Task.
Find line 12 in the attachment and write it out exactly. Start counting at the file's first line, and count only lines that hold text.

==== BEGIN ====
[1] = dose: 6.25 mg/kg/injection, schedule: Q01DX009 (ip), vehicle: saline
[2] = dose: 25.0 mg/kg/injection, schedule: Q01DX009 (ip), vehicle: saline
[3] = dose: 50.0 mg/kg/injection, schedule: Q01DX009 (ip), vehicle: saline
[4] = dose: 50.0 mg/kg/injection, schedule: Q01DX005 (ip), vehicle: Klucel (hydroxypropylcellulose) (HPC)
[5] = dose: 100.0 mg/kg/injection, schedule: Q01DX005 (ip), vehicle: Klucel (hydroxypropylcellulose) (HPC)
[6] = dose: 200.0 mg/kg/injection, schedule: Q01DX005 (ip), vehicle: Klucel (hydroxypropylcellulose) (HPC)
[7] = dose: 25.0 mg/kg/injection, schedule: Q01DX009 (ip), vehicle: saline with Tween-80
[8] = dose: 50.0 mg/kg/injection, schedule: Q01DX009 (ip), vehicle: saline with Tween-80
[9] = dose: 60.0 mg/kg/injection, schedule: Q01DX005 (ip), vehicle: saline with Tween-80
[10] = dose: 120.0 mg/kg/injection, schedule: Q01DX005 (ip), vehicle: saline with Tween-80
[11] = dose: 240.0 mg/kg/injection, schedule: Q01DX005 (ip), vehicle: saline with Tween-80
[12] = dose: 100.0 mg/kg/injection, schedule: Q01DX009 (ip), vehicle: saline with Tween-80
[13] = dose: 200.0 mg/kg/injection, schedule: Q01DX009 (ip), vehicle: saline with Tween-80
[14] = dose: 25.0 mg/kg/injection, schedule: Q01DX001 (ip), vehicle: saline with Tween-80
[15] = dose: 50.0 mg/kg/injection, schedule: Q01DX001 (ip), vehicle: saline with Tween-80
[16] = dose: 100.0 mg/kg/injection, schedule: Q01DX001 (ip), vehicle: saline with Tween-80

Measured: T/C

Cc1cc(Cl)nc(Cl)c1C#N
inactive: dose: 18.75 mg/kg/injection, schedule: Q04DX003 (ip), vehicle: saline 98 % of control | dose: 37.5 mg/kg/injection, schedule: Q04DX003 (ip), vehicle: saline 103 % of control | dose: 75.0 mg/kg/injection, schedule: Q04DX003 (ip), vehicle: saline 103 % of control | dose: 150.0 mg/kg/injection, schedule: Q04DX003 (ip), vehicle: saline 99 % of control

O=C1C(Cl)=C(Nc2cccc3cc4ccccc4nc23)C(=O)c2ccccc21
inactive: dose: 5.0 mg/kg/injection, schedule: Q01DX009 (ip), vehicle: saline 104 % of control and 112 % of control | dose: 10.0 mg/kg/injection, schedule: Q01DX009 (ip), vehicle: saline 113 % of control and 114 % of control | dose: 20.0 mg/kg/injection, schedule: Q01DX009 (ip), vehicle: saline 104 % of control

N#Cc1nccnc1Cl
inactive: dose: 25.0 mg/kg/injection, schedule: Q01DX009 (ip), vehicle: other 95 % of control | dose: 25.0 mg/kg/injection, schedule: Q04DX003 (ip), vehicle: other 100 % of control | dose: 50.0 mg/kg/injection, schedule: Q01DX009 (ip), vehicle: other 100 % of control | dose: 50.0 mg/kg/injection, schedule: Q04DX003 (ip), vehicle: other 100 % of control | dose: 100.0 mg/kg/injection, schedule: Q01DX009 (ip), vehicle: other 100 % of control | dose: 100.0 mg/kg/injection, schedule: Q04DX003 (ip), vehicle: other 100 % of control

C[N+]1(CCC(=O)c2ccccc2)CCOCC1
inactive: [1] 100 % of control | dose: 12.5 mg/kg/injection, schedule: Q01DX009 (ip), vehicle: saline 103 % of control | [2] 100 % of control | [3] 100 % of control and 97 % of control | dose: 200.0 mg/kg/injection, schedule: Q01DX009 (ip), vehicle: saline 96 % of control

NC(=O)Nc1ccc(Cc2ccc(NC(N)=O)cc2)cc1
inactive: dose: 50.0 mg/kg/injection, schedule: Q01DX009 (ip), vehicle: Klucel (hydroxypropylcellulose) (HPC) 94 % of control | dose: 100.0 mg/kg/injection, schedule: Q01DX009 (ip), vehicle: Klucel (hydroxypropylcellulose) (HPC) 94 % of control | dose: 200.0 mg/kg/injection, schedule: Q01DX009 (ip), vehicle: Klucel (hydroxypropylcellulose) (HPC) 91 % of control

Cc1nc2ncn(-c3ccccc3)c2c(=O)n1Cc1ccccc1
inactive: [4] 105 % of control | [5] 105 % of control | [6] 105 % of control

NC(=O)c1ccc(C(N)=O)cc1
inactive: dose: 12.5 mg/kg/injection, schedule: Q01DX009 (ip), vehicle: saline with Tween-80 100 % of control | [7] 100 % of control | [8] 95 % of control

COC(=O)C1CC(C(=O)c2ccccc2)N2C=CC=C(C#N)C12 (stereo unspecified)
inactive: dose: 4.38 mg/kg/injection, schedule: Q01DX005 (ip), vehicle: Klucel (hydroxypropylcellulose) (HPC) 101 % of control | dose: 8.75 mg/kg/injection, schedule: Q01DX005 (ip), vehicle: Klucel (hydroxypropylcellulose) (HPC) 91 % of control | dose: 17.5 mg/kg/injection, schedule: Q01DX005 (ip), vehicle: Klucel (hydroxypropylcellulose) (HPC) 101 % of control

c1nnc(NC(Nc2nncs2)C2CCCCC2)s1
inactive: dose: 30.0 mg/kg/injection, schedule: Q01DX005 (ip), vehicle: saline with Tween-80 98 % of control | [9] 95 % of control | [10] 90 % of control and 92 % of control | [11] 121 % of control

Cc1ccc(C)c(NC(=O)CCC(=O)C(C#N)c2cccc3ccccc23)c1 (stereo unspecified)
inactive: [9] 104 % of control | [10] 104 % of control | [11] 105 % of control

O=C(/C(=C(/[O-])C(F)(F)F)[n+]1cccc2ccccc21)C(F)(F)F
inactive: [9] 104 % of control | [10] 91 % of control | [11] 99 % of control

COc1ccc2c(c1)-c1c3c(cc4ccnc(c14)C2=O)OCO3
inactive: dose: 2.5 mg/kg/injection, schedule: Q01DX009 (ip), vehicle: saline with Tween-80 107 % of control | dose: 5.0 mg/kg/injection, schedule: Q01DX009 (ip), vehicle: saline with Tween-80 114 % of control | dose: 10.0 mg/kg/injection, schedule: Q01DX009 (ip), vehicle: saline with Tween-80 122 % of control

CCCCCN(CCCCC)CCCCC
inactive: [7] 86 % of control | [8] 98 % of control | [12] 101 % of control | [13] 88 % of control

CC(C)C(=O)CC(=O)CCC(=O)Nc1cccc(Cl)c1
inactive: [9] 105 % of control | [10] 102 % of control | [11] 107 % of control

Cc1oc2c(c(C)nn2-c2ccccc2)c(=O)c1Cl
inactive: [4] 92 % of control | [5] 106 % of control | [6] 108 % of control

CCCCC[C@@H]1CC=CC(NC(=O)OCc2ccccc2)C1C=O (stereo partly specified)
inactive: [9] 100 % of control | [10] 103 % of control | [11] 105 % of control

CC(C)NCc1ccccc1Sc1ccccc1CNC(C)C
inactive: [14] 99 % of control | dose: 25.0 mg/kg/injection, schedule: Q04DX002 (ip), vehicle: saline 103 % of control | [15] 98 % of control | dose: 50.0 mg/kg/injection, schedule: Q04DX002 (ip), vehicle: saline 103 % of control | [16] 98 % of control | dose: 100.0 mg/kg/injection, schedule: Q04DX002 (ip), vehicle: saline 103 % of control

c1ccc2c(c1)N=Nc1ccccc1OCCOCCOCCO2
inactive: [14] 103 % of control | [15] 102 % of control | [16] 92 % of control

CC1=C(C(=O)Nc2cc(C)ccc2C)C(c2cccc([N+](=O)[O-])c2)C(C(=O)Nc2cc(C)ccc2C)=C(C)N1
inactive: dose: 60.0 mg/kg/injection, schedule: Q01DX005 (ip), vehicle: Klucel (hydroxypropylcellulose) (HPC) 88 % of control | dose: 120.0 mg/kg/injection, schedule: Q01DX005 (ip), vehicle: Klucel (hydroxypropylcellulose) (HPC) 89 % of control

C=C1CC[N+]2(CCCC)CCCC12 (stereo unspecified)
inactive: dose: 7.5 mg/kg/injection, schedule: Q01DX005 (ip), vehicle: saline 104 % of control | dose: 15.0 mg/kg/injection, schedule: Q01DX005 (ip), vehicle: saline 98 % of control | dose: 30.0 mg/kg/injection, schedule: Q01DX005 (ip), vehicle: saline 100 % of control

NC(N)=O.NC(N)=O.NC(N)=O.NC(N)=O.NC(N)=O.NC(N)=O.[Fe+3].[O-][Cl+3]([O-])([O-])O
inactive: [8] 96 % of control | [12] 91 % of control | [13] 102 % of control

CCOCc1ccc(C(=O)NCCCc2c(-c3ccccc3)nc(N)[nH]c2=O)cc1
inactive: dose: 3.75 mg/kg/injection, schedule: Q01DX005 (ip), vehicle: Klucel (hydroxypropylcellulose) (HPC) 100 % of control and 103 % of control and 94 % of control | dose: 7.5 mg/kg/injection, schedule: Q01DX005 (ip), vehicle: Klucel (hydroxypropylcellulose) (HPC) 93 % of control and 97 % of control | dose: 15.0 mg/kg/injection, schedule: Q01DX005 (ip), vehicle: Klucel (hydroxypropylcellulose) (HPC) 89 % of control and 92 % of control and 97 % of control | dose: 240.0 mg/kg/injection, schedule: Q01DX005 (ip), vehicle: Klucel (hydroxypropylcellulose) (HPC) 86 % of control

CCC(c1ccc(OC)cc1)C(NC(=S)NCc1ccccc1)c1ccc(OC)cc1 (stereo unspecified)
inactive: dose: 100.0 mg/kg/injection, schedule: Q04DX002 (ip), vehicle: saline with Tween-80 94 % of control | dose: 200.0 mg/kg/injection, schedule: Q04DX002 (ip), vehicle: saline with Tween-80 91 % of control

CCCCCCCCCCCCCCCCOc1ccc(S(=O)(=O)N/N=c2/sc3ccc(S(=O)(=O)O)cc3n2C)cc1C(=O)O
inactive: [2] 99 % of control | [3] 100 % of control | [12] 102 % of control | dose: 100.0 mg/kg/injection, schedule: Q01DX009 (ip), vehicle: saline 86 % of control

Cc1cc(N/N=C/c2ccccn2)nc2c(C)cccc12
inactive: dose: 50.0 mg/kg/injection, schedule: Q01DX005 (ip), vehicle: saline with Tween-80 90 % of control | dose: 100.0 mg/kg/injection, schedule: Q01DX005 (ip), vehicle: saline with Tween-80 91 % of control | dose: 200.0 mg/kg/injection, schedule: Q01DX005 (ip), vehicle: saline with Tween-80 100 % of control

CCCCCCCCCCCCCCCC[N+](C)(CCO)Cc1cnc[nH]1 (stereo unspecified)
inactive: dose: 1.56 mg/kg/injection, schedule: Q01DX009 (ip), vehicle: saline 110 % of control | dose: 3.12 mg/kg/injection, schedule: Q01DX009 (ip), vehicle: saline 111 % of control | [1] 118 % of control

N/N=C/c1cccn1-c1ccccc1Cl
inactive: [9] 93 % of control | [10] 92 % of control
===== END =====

[12] = dose: 100.0 mg/kg/injection, schedule: Q01DX009 (ip), vehicle: saline with Tween-80